He returned to the ‘Panthers’ injury-free for the 2003–2004 season, his offensive ability restored. Although he was their leading scorer, he was traded to the ‘Dallas Stars’ in 2004, as the ‘Panthers’ were out of playoff contention.
Although he signed a one-year contract with the ‘Los Angeles Kings’ for the 2005–2006 season, further injuries prevented him from playing and prompted him to retire.
Bure featured on the figure-skating reality show ‘Battle of the Blades’ in 2010. Paired with Ekaterina Gordeeva, he won the competition and was awarded US$ 100,000 as prize money.
Awards & Achievements
Bure was appointed to the ‘First All-Star’ and the ‘Second All-Star’ teams of ‘WHL’ in the 1992–1993 and 1993–1994 seasons, respectively.
In 1994, he was made part of the ‘World Junior All-Star’ team and later played in a 1999 ‘NHL All-Star’ game.
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Bure holds an ‘NHL’ record along with his brother, Pavel, for most goals scored by a set of siblings.
He got married to ‘Full House’ star and Conservative mouthpiece Candace Cameron Bure on June 22, 1996. Valeri and Candace are both devout Christians. They have three children, Natasha, Lev, and Maksim.
In December 2001, he became an American citizen. This meant he could return to Russia without being pulled into the military.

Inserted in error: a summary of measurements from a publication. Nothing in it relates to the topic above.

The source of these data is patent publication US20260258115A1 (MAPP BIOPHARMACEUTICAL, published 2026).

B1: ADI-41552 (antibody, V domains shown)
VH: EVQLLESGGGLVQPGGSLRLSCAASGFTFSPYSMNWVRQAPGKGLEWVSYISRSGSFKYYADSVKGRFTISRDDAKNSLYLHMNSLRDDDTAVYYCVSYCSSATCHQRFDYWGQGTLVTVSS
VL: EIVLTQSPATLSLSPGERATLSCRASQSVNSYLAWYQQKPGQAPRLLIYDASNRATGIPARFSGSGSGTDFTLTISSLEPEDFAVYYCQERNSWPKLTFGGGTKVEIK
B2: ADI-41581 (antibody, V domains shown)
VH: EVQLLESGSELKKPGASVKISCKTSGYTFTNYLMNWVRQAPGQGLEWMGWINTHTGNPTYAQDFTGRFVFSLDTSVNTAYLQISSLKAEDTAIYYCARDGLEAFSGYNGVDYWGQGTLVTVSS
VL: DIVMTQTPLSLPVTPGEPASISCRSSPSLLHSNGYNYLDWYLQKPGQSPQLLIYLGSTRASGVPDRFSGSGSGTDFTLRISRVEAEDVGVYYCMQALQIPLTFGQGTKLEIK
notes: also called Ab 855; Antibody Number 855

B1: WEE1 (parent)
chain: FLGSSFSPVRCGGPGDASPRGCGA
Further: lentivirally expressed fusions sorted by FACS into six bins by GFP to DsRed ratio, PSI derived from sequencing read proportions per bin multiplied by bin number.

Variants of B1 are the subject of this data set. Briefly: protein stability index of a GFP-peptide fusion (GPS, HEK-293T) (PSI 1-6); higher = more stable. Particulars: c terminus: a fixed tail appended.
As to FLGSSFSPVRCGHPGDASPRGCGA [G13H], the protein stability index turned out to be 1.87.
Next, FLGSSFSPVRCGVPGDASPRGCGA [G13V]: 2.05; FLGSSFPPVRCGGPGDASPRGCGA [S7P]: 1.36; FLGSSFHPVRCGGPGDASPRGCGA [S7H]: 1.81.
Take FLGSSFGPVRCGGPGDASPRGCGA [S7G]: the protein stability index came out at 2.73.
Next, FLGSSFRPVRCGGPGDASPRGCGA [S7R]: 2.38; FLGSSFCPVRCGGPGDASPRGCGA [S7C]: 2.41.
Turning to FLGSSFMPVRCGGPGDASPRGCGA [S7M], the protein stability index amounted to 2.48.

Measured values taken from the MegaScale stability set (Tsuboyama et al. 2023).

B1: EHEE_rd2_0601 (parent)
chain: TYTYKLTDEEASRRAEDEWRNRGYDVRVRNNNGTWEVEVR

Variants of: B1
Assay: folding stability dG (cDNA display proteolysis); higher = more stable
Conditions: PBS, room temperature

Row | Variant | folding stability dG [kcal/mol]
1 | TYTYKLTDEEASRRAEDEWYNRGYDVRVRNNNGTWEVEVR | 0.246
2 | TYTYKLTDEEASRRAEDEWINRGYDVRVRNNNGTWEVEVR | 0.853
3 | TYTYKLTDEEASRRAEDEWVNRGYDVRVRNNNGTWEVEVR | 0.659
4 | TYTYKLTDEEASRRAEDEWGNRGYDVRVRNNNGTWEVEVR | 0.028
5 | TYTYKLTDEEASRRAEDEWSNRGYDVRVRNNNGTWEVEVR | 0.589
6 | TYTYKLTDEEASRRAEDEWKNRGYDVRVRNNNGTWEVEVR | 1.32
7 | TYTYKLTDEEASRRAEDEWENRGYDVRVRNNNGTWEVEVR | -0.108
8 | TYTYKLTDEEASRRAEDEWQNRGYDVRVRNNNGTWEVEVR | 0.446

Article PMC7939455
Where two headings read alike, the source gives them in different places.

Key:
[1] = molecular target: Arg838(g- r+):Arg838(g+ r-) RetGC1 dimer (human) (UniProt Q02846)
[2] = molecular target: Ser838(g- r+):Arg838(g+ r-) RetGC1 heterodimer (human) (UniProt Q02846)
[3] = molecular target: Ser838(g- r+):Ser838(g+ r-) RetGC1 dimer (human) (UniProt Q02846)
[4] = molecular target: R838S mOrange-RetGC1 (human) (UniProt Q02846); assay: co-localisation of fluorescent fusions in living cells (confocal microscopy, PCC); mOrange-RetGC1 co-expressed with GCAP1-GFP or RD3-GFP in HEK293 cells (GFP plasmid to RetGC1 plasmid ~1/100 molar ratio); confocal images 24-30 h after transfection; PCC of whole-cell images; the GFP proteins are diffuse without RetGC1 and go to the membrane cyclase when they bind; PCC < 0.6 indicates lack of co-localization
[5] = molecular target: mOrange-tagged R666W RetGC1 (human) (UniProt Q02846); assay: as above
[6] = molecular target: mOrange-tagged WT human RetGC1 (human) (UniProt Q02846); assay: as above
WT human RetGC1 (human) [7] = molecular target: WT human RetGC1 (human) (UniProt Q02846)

He has cited his family as the reason for his 2005 retirement.
The athlete and his wife ventured into the food and hospitality business when they opened a café called ‘The Milk and Honey Café’ in Florida in 2007, before relocating to California to operate a winery in Napa Valley.
The Bure brothers famously endured two workouts per day with their exacting father, while starting their careers in the ‘NHL.’
At 5’10”, he was considered a small player in the ‘NHL.’ Along with two similarly sized ‘Montreal’ teammates, he was known as part of the ‘Smurf Line.’
The Bure family originated in Furna, Switzerland. They made a reputation for themselves as watch-suppliers and manufacturers for Russian tsars for over a century. In view of their proximity to the royal family, Bure’s ancestors were granted noble status.
Both Candace and Valeri wish to help their children get acquainted with Russian culture. Val mostly speaks to them in Russian.